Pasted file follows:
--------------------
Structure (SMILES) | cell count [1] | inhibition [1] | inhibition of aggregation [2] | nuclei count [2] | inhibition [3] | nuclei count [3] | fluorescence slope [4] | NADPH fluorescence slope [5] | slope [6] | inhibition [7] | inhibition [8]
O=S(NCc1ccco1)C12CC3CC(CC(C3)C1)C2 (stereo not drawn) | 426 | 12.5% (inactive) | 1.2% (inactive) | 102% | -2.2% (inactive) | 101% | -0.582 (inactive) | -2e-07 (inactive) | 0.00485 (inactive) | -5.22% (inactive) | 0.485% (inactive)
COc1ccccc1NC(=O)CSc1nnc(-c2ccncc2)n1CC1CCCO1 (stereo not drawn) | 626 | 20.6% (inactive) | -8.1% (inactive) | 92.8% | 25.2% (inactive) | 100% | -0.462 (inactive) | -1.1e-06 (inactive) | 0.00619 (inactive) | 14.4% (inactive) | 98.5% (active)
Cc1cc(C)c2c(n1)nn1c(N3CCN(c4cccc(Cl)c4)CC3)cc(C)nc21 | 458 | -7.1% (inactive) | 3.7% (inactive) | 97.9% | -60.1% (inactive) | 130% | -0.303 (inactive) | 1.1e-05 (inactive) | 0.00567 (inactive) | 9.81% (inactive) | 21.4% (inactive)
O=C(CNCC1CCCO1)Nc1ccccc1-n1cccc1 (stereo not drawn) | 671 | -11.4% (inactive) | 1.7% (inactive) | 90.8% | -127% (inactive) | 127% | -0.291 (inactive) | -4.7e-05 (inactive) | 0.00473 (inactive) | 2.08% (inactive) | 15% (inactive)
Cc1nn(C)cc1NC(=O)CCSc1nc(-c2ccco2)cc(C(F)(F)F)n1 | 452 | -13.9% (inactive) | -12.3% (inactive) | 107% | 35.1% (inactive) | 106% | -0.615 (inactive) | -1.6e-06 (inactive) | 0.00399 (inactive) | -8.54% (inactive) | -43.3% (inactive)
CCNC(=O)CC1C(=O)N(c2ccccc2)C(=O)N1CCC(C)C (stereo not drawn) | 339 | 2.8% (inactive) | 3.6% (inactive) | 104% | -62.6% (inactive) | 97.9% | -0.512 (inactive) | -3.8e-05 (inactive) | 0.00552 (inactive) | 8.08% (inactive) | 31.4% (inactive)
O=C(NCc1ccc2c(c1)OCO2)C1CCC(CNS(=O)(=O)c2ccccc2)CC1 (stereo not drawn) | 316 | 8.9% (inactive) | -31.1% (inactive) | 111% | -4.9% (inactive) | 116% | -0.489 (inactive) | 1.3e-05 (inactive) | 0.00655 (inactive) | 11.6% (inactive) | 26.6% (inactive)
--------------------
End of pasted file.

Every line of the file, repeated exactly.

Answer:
Structure (SMILES) | cell count [1] | inhibition [1] | inhibition of aggregation [2] | nuclei count [2] | inhibition [3] | nuclei count [3] | fluorescence slope [4] | NADPH fluorescence slope [5] | slope [6] | inhibition [7] | inhibition [8]
O=S(NCc1ccco1)C12CC3CC(CC(C3)C1)C2 (stereo not drawn) | 426 | 12.5% (inactive) | 1.2% (inactive) | 102% | -2.2% (inactive) | 101% | -0.582 (inactive) | -2e-07 (inactive) | 0.00485 (inactive) | -5.22% (inactive) | 0.485% (inactive)
COc1ccccc1NC(=O)CSc1nnc(-c2ccncc2)n1CC1CCCO1 (stereo not drawn) | 626 | 20.6% (inactive) | -8.1% (inactive) | 92.8% | 25.2% (inactive) | 100% | -0.462 (inactive) | -1.1e-06 (inactive) | 0.00619 (inactive) | 14.4% (inactive) | 98.5% (active)
Cc1cc(C)c2c(n1)nn1c(N3CCN(c4cccc(Cl)c4)CC3)cc(C)nc21 | 458 | -7.1% (inactive) | 3.7% (inactive) | 97.9% | -60.1% (inactive) | 130% | -0.303 (inactive) | 1.1e-05 (inactive) | 0.00567 (inactive) | 9.81% (inactive) | 21.4% (inactive)
O=C(CNCC1CCCO1)Nc1ccccc1-n1cccc1 (stereo not drawn) | 671 | -11.4% (inactive) | 1.7% (inactive) | 90.8% | -127% (inactive) | 127% | -0.291 (inactive) | -4.7e-05 (inactive) | 0.00473 (inactive) | 2.08% (inactive) | 15% (inactive)
Cc1nn(C)cc1NC(=O)CCSc1nc(-c2ccco2)cc(C(F)(F)F)n1 | 452 | -13.9% (inactive) | -12.3% (inactive) | 107% | 35.1% (inactive) | 106% | -0.615 (inactive) | -1.6e-06 (inactive) | 0.00399 (inactive) | -8.54% (inactive) | -43.3% (inactive)
CCNC(=O)CC1C(=O)N(c2ccccc2)C(=O)N1CCC(C)C (stereo not drawn) | 339 | 2.8% (inactive) | 3.6% (inactive) | 104% | -62.6% (inactive) | 97.9% | -0.512 (inactive) | -3.8e-05 (inactive) | 0.00552 (inactive) | 8.08% (inactive) | 31.4% (inactive)
O=C(NCc1ccc2c(c1)OCO2)C1CCC(CNS(=O)(=O)c2ccccc2)CC1 (stereo not drawn) | 316 | 8.9% (inactive) | -31.1% (inactive) | 111% | -4.9% (inactive) | 116% | -0.489 (inactive) | 1.3e-05 (inactive) | 0.00655 (inactive) | 11.6% (inactive) | 26.6% (inactive)